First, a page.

In this over-wrought moment in American life so full of bushwa about immigrants, it is great to have a playwright like Qui Nguyen (author of the hit play Viet Gone) to entertain audiences with an epic, serio-comic play like Poor Yella Rednecks, all juiced up with great characters and theatrical whizbang. It takes a protean cast of five playing no less than nineteen characters to tell the story of Viet Namese immigrants struggling to eke out a life in an Arkansas town, cunningly named El Dorado. The playwright reaches into the theatrical grab bag and dusts off some well-remembered ideas, such as, for instance, having a character called The Playwright (Paco Tolson) kicks off the action with the Brechtian ploy of talking straight to the audience like the Stage Manager from Our Town or Chorus from Henry V. Indicative of the language of the struggling class, the script is raw and rife with obscenities that would not be out of place in an episode of Deadwood, with “fuck” and “fucking” the operative words. It slaps you in the face for a little bit, but the audience gets used to it…mostly. Half way through the first act, one older woman a couple of rows down from me picked up her coat and purse and left the auditorium. She didn’t come back.
The action starts in 2015 with Tong (Maureen Sebastian), the elderly mother of the Playwright who records her memories for his play, then jumps back in time to 1981 and a much younger Tong. At its core, the play is a dark romance of the struggle of Tong and her lover, Quang (Tim Chiou) a handsome former pilot in the Viet Namese Air Force. There are problems beside poverty. Quang left a wife to two kids in Viet Nam. The couple has a child they call “Little Man,” who is cared for by Tong’s mother Huong (Samantha Quan), a foul-mouthed harridan.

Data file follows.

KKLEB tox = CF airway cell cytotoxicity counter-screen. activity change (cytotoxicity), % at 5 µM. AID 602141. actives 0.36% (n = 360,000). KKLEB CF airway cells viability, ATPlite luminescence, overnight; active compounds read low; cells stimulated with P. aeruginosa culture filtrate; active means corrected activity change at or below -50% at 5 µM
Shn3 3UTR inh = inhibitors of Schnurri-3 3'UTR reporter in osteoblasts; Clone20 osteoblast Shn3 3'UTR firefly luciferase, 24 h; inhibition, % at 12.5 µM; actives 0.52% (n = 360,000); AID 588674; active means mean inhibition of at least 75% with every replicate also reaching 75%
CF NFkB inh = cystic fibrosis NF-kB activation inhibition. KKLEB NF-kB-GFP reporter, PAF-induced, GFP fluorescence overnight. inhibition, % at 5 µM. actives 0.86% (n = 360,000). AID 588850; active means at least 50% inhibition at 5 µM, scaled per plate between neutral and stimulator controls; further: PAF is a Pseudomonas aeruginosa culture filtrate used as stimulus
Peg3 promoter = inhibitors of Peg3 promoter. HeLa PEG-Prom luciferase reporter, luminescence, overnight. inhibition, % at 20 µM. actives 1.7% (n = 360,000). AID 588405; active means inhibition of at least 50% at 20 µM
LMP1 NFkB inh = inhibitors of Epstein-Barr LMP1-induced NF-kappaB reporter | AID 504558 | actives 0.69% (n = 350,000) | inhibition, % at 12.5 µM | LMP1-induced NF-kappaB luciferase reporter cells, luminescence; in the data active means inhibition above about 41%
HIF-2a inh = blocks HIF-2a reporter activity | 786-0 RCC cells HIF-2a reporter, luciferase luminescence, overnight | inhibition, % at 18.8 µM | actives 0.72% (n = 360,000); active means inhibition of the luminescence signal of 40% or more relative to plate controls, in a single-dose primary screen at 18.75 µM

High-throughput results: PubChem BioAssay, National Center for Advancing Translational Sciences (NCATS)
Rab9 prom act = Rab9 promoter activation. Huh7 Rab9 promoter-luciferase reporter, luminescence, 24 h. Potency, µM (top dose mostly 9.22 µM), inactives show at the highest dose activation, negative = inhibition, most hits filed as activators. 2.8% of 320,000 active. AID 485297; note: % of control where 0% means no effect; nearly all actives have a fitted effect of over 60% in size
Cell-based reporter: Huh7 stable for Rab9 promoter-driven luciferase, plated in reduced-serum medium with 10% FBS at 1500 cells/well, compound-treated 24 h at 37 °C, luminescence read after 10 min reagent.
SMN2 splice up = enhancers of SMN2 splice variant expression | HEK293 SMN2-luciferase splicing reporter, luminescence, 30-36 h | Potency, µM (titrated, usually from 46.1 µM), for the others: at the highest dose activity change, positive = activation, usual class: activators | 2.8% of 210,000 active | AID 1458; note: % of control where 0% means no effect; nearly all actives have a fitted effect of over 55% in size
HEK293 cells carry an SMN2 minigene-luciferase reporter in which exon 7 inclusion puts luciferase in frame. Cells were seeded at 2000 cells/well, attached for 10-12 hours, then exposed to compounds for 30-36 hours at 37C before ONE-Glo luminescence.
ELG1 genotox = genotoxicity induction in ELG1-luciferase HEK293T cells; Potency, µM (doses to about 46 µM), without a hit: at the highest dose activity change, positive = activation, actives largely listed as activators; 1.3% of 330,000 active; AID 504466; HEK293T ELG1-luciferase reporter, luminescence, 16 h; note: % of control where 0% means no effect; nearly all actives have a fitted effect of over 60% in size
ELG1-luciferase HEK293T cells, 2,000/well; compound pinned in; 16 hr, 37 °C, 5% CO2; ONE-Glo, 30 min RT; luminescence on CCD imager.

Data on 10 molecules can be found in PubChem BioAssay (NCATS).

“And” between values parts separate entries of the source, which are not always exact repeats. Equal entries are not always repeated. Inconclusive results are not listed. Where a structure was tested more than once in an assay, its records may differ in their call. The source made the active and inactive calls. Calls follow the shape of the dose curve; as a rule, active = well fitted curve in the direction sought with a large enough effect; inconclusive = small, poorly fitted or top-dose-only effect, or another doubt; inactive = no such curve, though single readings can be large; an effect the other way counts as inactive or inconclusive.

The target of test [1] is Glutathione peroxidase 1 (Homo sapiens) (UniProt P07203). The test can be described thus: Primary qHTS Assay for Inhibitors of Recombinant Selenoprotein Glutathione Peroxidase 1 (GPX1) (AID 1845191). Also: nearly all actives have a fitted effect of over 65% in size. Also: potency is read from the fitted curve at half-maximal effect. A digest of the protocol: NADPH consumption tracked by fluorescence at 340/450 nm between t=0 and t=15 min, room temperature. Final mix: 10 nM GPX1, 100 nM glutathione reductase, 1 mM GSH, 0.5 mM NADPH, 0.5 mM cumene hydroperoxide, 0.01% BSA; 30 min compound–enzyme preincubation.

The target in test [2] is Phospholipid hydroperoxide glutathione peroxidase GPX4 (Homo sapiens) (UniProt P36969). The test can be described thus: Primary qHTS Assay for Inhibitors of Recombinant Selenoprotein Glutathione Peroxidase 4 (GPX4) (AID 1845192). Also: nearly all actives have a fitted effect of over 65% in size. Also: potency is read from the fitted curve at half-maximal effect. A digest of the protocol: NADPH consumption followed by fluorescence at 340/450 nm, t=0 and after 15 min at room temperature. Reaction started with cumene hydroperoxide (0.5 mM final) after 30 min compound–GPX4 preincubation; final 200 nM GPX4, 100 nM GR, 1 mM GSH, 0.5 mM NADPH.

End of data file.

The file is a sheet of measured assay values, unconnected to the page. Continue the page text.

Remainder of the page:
Little Man, a kindergartner, struggles in school and is bullied because he can’t speak English. In a brilliant ploy, the playwright presents Little Man as a child size puppet operated by Eugene Young and Paco Tolson so skillfully that they disappear, reminding this viewer of Japanese bunraku and Avenue Q.
Under the energetic direction of May Andrales, the action is kicked up with performances of passionate hip-hop rhymes and precision dancing throughout the show (Lawrence Kao hip-hop consultant), that adds immeasurably to the over-all excitement. Adding to the whiz in the bang of action, projections by Jared Mezzocchi flood the stage with colorful images. The scenic design by Arnulfo Maldonado keeps the action fluid with a turntable set center that is aided by a nimble backstage crew who set and reset the pieces. The back end of an old Ford pickup and a water tower reinforce time and place. Lighting by Lap Chi Chu works hand-in-glove with the projection scheme. Costumes by Valérie Thérèse Bart are ideal in reinforcing character, place, and action. Special commendation goes to the backstage crew of quick-change artists who make sure that entrances are on time.
Original music by Shane Rettig is arranged by Kenny Seymour. Puppet design and direction is by Sean Cawelti. Kimberly Colburn is the dramaturg; Joanne DeNaut, CSA does the casting; Joshua Marchesi manages production; and Kathryn Davies manages the stage.
Poor Yella Rednecks is a terrific production of a terrific script, the performance of which was rewarded by an instantaneous standing ovation from a Sunday matinee crowd. Too bad the lady with the coat and purse didn’t stick around.
Poor Yella Rednecks runs through April 27 on the Segerstrom Stage of South Coast Repertory, 655 Town Center Drive in Costa Mesa.